In this case, however, the government's assessment is supported fully by the declaration of Nobel Laureate Kenneth Arrow. As Professor Arrow explains, "[t]he Department of Justice's complaint against Microsoft and the resulting settlement eliminated unnecessary and artificial obstacles erected by Microsoft to disadvantage future competition." Arrow Dec'l at 4 (emphasis added). The proposed settlement, in his view, "appropriately addresses and remedies the anticompetitive effects" of the illegal practices. Id. at 13. In contrast, Professor Arrow concludes that the linchpin of amici's argument -- the contention that Microsoft's large installed base was the result of its illegal licensing practices -- is "flawed." Id. at 11. Those practices, he concludes, "made only a minor contribution to the growth of Microsoft's installed base." Id. at 12. We submit that in this case, as in United States v. Western Elec. Co., 993 F.2d 1572, 1582 (D.C. Cir.), cert. denied, 114 S. Ct. 487 (1993), Professor Arrow's declaration provides more than enough "to establish an ample factual foundation for the judgment call made by the Department of Justice and to make its conclusion reasonable." Thus, the far-reaching inquiry into the software industry that amici urge in this proceeding falls well beyond the proper scope of the review authorized by the Tunney Act.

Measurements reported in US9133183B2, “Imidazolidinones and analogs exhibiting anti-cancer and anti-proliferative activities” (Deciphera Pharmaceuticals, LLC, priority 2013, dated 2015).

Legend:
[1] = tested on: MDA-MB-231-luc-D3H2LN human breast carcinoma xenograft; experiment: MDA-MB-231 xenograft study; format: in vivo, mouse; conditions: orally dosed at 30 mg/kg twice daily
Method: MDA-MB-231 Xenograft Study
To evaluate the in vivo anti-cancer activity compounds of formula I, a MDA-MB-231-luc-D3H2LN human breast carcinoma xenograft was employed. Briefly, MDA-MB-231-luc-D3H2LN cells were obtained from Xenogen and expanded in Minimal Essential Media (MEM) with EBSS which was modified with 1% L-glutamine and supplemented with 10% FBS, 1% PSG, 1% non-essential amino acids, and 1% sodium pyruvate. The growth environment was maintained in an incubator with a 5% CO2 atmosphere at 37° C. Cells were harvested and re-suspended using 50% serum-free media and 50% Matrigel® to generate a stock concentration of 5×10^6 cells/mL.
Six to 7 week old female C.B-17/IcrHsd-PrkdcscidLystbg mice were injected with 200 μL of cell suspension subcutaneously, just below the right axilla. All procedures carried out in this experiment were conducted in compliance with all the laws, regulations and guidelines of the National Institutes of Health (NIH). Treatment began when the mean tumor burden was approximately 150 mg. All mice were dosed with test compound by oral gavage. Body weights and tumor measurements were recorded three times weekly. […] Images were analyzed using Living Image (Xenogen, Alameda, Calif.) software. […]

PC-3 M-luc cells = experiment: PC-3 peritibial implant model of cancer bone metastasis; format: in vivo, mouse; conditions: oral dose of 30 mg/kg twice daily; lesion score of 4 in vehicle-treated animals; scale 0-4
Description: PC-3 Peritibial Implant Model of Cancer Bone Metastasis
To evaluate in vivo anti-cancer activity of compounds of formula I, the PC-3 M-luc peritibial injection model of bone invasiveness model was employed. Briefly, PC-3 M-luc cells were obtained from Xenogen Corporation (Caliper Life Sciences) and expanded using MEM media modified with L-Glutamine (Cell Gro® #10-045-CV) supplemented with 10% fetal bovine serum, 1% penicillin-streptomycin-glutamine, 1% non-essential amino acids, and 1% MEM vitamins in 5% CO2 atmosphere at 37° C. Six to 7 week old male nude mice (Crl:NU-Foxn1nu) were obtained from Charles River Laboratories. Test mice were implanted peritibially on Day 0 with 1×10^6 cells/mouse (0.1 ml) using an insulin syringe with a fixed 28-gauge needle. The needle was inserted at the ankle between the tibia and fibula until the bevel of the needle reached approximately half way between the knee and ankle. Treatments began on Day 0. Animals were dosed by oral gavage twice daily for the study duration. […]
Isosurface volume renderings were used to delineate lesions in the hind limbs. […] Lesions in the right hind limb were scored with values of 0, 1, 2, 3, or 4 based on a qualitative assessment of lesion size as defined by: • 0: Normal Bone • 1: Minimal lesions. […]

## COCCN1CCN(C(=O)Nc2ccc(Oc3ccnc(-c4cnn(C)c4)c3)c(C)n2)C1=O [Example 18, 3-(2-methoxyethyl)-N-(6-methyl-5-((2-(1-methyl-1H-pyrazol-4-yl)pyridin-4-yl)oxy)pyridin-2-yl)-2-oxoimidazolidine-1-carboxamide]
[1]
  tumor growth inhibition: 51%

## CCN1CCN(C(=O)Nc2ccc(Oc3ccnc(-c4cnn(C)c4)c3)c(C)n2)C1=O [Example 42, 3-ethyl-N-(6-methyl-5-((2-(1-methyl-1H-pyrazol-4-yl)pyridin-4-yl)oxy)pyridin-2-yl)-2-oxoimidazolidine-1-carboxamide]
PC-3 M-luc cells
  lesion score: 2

3. Amici criticize the government's submission concerning "vaporware" because it does not discuss United States v. American Tel. & Tel. Co., 524 F. Supp. 1336 (D.D.C. 1981). The criticism is unwarranted. That case did not reach any conclusion regarding the legality of product preannouncements under the Sherman Act. Rather, the Court denied a motion to dismiss where the plaintiff challenged a broad course of conduct, one element of which was a preannouncement, on the theory that the entire course of conduct constituted an illegal denial of access to an essential facility. The Court explicitly confirmed that it viewed the case as "a single Sherman Act claim on a course-of-conduct basis," id. at 1345, and recognized that even though some of the acts in that course of conduct might not have injured competitors, those acts "may still be relevant as evidence of [defendant's] intent," id. at 1344.